Redskins divided on NFL policy for drunken-driving Commissioner's new penalty too tough, some players say


Because of an editing error, it was incorrectly reported in yesterday's early editions of The Sun that Washington Redskins player Clarence Vaughn had been convicted on a drunken-driving charge. Vaughn was arrested on the charge but not convicted.

CARLISLE, Pa. -- When Jim Hanifan, offensive-line coach of the Washington Redskins, was coaching in Atlanta, he was convicted on a drunken-driving charge shortly after the end of the 1989 season.

He made sure it never would happen again.

"I haven't had a drink since," Hanifan said yesterday. "I thought, 'Hey, I know how to handle this one.' A lot of times with problems, you're kind of debating, 'Should I do this, should I do that?' This was relatively simple. I just decided I know how to resolve that."

The NFL is still trying to find ways to resolve its drunken-driving problem.

Commissioner Paul Tagliabue has announced he'll suspend players for four games the first time they're convicted of drunken driving, although each player will get a hearing before action is taken.

"I think it's probably a good idea," Hanifan said, although it's not certain if the rule will apply to coaches.

The league hasn't formally notified the players of the new policy, and, as the veterans reported to Redskins camp yesterday, several said they had heard nothing about it.

But after they were informed of the policy, the players were divided. Those who opposed it said the first-time penalty was too tough, and that players should receive a warning -- as they do when they flunk a drug test.

Safety Clarence Vaughn, who once was arrested, but not convicted, on a drunken-driving charge, said: "I think it's a pretty tough penalty. At least with drugs, you get three times. One time, bam, you're suspended. I don't think it's fair."

Actually, a player is suspended for four games for a second drug violation. The third one calls for a minimum suspension of one year.

Vaughn is the only current player who has been arrested on a DWI charge, although former Redskin Mark May, who is now with the San Diego Chargers, was convicted twice.

The Redskins were known as a world-class drinking team back in the days of running back John Riggins, who once passed out at a Washington banquet after telling U.S. Supreme Court Justice Sandra Day O'Connor, "Loosen up, Sandy baby."

Some players said jokingly that the players who enjoy drinking with the team's so-called "5 o'clock club," would have to get limos to take them home.

But when they responded seriously, several players agreed with Vaughn that the first-time penalty was too high.

Tight end Ron Middleton said: "That could add up to some money, and the regular laws aren't that harsh. Maybe they should have probation the first time. I'm not a heavy drinker, but I do like to have a beer every now and then."

Offensive lineman Ed Simmons said: "I think that's taking it a little bit far. It's up to the laws of the U.S. to enforce any DWIs. It seems like they should leave it up to the state. I think the first time they should seek counseling."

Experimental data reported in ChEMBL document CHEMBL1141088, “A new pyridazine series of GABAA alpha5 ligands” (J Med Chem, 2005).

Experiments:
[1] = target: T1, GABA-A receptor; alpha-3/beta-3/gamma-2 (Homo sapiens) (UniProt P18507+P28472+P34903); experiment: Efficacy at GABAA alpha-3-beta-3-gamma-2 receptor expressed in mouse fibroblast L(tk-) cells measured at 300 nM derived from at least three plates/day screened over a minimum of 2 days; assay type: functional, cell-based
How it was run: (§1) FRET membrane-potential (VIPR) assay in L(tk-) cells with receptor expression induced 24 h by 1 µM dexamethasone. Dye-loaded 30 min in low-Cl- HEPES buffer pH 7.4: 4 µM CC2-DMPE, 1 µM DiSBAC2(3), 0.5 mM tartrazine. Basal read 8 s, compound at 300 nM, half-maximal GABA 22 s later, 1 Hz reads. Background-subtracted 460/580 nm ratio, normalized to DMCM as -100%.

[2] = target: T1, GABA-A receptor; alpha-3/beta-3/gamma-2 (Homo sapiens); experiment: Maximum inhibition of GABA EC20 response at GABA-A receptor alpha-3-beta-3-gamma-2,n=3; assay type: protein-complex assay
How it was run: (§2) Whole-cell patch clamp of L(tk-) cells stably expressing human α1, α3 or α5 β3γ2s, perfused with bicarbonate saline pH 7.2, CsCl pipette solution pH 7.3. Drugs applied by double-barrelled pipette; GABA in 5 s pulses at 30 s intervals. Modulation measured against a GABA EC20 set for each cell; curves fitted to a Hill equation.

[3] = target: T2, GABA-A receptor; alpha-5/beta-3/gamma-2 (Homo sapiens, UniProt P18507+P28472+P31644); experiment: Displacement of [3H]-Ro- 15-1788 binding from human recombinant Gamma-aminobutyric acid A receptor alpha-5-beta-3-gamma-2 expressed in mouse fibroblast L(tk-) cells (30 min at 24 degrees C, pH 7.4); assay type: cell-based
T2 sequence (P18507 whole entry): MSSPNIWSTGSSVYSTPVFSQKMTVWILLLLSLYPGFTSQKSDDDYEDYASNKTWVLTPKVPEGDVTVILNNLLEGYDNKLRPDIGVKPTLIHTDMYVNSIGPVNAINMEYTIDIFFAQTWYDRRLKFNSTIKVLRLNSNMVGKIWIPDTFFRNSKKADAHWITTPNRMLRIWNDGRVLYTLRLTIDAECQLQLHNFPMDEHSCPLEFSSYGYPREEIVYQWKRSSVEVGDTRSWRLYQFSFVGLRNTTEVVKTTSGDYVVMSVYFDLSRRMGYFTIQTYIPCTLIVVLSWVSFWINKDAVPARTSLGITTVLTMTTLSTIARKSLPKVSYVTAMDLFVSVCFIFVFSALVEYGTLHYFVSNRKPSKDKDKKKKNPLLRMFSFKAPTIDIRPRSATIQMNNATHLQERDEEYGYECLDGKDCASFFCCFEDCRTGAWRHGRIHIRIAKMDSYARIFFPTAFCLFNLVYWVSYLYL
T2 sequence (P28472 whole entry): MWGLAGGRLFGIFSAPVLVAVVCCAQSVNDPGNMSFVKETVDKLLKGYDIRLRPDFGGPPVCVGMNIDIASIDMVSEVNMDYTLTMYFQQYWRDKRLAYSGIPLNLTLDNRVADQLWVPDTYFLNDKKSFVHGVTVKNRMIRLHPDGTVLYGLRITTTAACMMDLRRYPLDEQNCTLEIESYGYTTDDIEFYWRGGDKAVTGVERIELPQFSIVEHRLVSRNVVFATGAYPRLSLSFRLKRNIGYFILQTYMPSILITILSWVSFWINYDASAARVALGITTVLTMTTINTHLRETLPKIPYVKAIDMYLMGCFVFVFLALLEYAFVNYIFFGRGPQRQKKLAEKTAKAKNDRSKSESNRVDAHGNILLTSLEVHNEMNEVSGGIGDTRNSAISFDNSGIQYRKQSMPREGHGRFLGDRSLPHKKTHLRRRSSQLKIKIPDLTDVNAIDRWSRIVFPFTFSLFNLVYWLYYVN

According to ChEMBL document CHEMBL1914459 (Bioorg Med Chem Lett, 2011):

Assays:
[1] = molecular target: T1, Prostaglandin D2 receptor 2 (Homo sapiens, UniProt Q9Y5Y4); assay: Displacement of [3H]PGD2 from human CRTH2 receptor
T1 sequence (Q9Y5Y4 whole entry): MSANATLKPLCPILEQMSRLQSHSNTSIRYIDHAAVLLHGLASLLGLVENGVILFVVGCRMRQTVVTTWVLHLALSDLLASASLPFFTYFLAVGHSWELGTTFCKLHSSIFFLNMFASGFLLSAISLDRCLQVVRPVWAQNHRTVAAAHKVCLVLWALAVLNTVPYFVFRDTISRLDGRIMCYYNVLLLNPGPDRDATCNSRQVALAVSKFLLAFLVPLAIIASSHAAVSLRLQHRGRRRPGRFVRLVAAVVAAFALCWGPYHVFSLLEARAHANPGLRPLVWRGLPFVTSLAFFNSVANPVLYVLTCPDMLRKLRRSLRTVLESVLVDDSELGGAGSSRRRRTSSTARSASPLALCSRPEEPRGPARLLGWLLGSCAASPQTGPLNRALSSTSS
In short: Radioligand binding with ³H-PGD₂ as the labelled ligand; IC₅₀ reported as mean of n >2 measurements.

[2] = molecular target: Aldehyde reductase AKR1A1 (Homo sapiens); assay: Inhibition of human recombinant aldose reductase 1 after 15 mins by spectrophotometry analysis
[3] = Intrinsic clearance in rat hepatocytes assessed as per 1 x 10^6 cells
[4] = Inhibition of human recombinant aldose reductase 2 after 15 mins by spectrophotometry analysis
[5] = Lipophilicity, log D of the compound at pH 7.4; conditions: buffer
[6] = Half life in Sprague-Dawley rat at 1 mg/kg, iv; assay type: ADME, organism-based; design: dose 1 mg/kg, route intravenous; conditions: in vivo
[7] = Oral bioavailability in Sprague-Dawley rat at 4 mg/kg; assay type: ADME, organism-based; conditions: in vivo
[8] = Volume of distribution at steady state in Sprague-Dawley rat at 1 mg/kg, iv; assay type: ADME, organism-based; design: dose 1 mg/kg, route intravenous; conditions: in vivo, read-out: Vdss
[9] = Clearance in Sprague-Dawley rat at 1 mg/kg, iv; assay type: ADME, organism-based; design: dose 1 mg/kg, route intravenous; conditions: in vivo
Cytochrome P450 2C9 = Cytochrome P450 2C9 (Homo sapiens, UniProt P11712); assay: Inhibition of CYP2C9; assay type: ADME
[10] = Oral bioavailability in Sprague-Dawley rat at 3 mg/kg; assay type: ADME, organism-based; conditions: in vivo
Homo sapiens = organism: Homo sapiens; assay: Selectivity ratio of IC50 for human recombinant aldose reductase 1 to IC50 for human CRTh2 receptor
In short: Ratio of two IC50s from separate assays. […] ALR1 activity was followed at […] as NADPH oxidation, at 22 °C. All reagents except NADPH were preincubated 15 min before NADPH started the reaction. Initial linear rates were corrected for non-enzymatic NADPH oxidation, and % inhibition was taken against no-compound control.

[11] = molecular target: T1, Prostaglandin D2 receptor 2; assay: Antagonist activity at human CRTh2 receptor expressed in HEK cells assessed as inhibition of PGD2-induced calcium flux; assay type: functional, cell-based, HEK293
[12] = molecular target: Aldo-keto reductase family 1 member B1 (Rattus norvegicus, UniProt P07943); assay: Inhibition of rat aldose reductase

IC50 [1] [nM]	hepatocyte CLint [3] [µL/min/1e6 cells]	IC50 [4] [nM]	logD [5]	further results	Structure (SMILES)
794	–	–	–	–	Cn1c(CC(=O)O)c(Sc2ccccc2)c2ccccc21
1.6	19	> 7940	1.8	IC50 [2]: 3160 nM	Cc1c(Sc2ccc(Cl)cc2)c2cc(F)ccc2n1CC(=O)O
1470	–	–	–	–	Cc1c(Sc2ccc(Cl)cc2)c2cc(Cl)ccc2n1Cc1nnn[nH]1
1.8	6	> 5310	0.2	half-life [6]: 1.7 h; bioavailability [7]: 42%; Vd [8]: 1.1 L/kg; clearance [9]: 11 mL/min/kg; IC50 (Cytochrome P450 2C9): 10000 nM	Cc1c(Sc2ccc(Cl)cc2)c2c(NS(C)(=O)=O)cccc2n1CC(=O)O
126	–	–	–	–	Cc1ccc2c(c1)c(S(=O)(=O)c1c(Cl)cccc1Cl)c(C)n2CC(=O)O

Center Jeff Bostic said: "I don't think you should be out there drinking and driving, but the penalty might be a little harsh. It's awfully serious for the first time."

Among the players who agreed with the new rule was defensive lineman Tim Johnson, who said: "I think it's good. I guess this is one way to clean it up."

Linebacker Matt Millen said: "It makes no difference to me. I don't drink. If they start suspending guys for overeating, then I'll have to start worrying about it."

Offensive lineman Russ Grimm said: "I think it's a good rule. I think they're trying to set a standard for young kids."

But though they were divided on this issue, the players agreed that Lyle Alzado, who is suffering from brain cancer that he attributes to steroid use, was wrong when he said 75 percent of the players use steroids.

"Back in his day, I'd say 50 to 70 percent, but I'll tell you now it's non-existent. The hip thing now is to be clean," defensive lineman Eric Williams said.

"I really think it's anti-cool," Williams said. "I think in the '80s, everybody lived to excess. In the '90s, everybody is starting to cut back on their lifestyles."

Williams, Jim Lachey and Middleton all said they were aware of steroid use by players in the past, although Middleton said he'd known only one player to use it.

All the players said Alzado's estimate would be wide of the mark today.

"I think that's an outrageous percentage," Bostic said. "Now there's off-season testing, in-season testing. I don't know how anybody can get around it."

Simmons said, "I might be blind or something, but I never thought it was a problem."

NOTES: The Redskins anticipated coming to terms with Martin Mayhew yesterday, so they cut 5 free agents to slice their roster to 81 players. That means they won't have to cut a player today when Mayhew is expected to start practice. A team is allowed 80 signed players, but QB Mark Rypien doesn't count because he's not signed. . . . Veteran DL Darryl Grant

(calf muscle) joined RB John Settle (bruised ribs) and OL Mohammed Elewonibi (knee) on the sidelines.

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